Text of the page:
In the bathroom, you could remove linoleum or outdated tile and replace with tile. You need the notched trowel and bucket, plus a level to make sure the floor is straight. Spacers, grout, sealer and you are done. A new vanity (turn off the water to the old one first) is easy to install, although plumbing is my nemesis. I do not have the strength to tighten the fixtures up so they don't leak - but maybe you do or know someone who does? If you have old, ugly shower doors, you can remove and replace with new doors from Home Depot. They have off-the-shelf glass doors that look really amazing, and are unbelievably affordable. You could also skip that whole thing and just put up a curtain. Toilets are heavy, but easy to install if you can lift them or bribe someone else to lift, so go ahead and buy that condo with the pink toilet...

In the kitchen, you have those cabinets. If they are ugly, you can paint them. Paint the walls, replace the floor if necessary. Get new appliances if the current ones are outdated. 

Look for sales during all the Government holidays at the big box stores. I think Labor Day will have some big sales. They usually come with free delivery and haul away of the old. And those big box stores have store credit cards that offer no interest for 6-24 months depending on how much you spend. You can kind of game the system by making the minimum payments and paying it off in full before the end of the promotional period, essentially giving yourself a no-interest loan. But if you don't pay it off before the end of the promo period, you will get dinged for interest on the entire amount for the entire length of the loan, so make sure you pay it off.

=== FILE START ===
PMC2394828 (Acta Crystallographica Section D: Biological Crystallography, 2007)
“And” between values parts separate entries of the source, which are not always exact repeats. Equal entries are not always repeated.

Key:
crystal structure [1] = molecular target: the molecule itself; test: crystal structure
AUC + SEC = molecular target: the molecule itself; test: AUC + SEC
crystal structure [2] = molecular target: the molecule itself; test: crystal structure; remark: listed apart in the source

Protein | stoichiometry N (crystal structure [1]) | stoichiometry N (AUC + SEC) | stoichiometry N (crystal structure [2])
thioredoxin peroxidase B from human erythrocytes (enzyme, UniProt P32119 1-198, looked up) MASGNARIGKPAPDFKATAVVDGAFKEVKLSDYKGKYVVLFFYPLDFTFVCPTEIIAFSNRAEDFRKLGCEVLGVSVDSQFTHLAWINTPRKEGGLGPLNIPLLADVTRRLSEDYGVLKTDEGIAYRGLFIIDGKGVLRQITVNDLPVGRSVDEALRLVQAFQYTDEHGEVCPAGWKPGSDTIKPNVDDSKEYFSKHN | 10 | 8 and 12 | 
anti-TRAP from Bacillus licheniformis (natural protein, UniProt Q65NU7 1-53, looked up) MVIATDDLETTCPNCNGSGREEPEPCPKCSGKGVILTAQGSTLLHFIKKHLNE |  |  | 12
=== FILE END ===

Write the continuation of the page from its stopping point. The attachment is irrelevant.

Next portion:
Mindy Jensen, Real Estate Agent in CO (#FA100049656)

Thanks Steven and Mindy for the advice. When I actually purchase a place, I will probably have more specific questions, such as which projects to do first. For instance, if you plan on painting the walls and replacing carpet with laminate. Would one be preferable before the other, aka seems like you would rather accidentally spill paint on the old carpet rather than new laminate (so paint before reflooring). Anyways, this inspires confidence that there are things I can do myself.